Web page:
Despite his goal against Exeter Jackman was on the bench the following Saturday as City’s woes continued with Gravesend & Northfleet gaining a dramatic injury time victory at Clarence Park – just one minute after City had pulled level from two down. Also missing from those that played at Exeter was Cracknell, while Kurt Husnu came in for the opening 45 minutes and was never seen again; for once Lippiatt’s policy of signing players on the advice of others without seeing them play himself came completely unstuck. Husnu was signed on the Friday, played for 45 minutes the following day and was then released on the Monday. City’s first sub 1,000 gate (Gravesend support 219) since winning promotion was treated to a poor display by referee Steve Cook that was matched by the players. Two penalties by Charlie MacDonald put Gravesend on the path to victory before Tom Davis, also from the spot, and Hakim restored parity. With full time drawing in Mark de Bolla won the game for the Fleet with a glorious strike. Rob Norris’s fortunes looked to be on the up when he was given his first start against Gravesend but the match was the end of the road for the previously mentioned Husnu, Wilde and Sozzo.
City, table toppers after the opening day fixtures, were falling down the table at some pace down and with a fifth successive defeat on the last day of the month, away to Weymouth, found themselves just one place above the relegation zone. Trouble flared for City before the game with Damian Batt arriving late and having an on-pitch row with Lippiatt during the warm up. Trouble flared off the pitch too with at least one City supporter ejected from the Wessex Stadium. Elphick was fit to start for the first time in four games and Marwa, after missing seven games, also returned. The changes did not end there with Jackman starting for the last time and Norris placed back on the bench for what was to be his final appearance for three months. The match-by-match changes, mostly due to injury but several others due to the manager trying to find the right formula, did little to help the side find any consistency. Midfielder Alexis Nicolas became the latest debutant as he stepped in for the suspended Davis on the ground where Davis had enjoyed his finest performance for the Saints the previous Easter Monday. Hakim opened the scoring with a fine goal that impressed the Terras former City boss Garry Hill but with a brace of goals – one a complete fluke - in the final ten minutes from Wayne Purser Weymouth protected their long unbeaten home record.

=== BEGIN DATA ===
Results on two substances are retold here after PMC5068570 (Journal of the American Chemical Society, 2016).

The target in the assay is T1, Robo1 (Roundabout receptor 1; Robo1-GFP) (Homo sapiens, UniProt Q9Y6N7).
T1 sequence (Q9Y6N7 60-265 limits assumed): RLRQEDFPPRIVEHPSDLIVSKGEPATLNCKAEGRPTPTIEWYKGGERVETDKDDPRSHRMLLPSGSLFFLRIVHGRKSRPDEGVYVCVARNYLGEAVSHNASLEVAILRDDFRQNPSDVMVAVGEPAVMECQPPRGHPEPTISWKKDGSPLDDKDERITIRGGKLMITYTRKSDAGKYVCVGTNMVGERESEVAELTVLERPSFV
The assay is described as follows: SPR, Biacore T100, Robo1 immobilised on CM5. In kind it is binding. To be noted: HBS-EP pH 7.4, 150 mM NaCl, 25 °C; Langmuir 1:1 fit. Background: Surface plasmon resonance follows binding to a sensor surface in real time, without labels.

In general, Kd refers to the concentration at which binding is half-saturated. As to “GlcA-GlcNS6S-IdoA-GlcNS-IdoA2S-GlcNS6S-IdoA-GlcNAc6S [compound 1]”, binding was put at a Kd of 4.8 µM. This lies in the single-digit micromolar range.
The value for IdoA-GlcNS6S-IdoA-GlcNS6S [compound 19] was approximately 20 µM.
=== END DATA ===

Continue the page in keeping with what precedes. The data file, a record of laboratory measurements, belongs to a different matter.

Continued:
The visit of Forest Green Rovers to Clarence Park on the 3rdpresented the Saints with their first opportunity to record some measure of revenge since the side from Gloucestershire removed City from the semi final of the FA Trophy back in 1999. With neither side possessing any players from the Trophy games such feelings of having a score to settle were not carried onto the pitch as a dreary goalless draw ensued with Rovers creating the better openings. On a cold evening live televised Champions League football helped restrict the gate to just 806 (29 visiting supporters) and results elsewhere nudged the Saints into the bottom four despite ending their five-match losing run. Batt and Davis were back in the side as Clarke and Chris Seeby were placed on the bench. Another substitute, Nathan Simpson, became the Saints tenth debutant of the season.
City’s plight was not being helped by an injury list that was forcing Lippiatt to bring in players at an increasing rate, with most of the new faces coming from a lower level their success was limited. But City’s Sports Rehabilitator (physio) Jason Laird provided some encouraging news at the start of the month when declaring that Ben Martin was progressing well with his rehabilitation, as was Hann, and that Simon Martin would be available for Saturday’s game against Southport. The news was less positive for Elphick whose hamstring was again causing problems and Marwa was likely to miss a few games after suffering an ankle injury against Forest Green. Other off the pitch news was that the Saints commercial manager, Martin Morgan, a supporter of Enfield Town, who only took on the role during the summer, had left the club.